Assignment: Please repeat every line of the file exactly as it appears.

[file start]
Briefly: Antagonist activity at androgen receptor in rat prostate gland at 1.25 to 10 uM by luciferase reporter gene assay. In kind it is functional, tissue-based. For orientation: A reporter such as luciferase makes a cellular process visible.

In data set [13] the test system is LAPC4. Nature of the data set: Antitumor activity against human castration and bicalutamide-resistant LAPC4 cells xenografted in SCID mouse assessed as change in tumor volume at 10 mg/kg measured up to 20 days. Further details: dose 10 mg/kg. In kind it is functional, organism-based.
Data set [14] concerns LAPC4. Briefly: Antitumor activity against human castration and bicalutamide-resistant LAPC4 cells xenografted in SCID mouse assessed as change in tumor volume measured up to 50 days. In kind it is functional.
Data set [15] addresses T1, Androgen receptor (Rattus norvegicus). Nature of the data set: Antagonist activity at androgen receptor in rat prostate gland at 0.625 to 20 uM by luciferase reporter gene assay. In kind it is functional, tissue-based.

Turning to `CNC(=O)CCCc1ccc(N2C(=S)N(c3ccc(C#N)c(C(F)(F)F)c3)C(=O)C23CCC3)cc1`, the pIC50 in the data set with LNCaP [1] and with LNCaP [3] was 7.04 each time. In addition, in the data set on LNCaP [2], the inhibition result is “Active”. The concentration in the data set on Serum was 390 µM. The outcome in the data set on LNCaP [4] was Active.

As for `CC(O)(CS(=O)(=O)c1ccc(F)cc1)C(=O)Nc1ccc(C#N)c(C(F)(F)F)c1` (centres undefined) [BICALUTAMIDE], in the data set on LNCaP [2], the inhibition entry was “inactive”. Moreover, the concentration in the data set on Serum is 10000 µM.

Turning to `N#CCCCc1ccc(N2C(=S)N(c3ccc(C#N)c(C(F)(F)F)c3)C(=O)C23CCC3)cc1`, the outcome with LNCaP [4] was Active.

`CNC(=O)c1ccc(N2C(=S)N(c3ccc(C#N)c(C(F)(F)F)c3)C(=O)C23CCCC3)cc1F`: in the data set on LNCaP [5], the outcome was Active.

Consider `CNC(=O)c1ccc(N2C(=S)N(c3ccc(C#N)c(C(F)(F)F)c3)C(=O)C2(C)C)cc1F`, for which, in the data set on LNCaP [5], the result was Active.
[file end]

Briefly: Antagonist activity at androgen receptor in rat prostate gland at 1.25 to 10 uM by luciferase reporter gene assay. In kind it is functional, tissue-based. For orientation: A reporter such as luciferase makes a cellular process visible.

In data set [13] the test system is LAPC4. Nature of the data set: Antitumor activity against human castration and bicalutamide-resistant LAPC4 cells xenografted in SCID mouse assessed as change in tumor volume at 10 mg/kg measured up to 20 days. Further details: dose 10 mg/kg. In kind it is functional, organism-based.
Data set [14] concerns LAPC4. Briefly: Antitumor activity against human castration and bicalutamide-resistant LAPC4 cells xenografted in SCID mouse assessed as change in tumor volume measured up to 50 days. In kind it is functional.
Data set [15] addresses T1, Androgen receptor (Rattus norvegicus). Nature of the data set: Antagonist activity at androgen receptor in rat prostate gland at 0.625 to 20 uM by luciferase reporter gene assay. In kind it is functional, tissue-based.

Turning to `CNC(=O)CCCc1ccc(N2C(=S)N(c3ccc(C#N)c(C(F)(F)F)c3)C(=O)C23CCC3)cc1`, the pIC50 in the data set with LNCaP [1] and with LNCaP [3] was 7.04 each time. In addition, in the data set on LNCaP [2], the inhibition result is “Active”. The concentration in the data set on Serum was 390 µM. The outcome in the data set on LNCaP [4] was Active.

As for `CC(O)(CS(=O)(=O)c1ccc(F)cc1)C(=O)Nc1ccc(C#N)c(C(F)(F)F)c1` (centres undefined) [BICALUTAMIDE], in the data set on LNCaP [2], the inhibition entry was “inactive”. Moreover, the concentration in the data set on Serum is 10000 µM.

Turning to `N#CCCCc1ccc(N2C(=S)N(c3ccc(C#N)c(C(F)(F)F)c3)C(=O)C23CCC3)cc1`, the outcome with LNCaP [4] was Active.

`CNC(=O)c1ccc(N2C(=S)N(c3ccc(C#N)c(C(F)(F)F)c3)C(=O)C23CCCC3)cc1F`: in the data set on LNCaP [5], the outcome was Active.

Consider `CNC(=O)c1ccc(N2C(=S)N(c3ccc(C#N)c(C(F)(F)F)c3)C(=O)C2(C)C)cc1F`, for which, in the data set on LNCaP [5], the result was Active.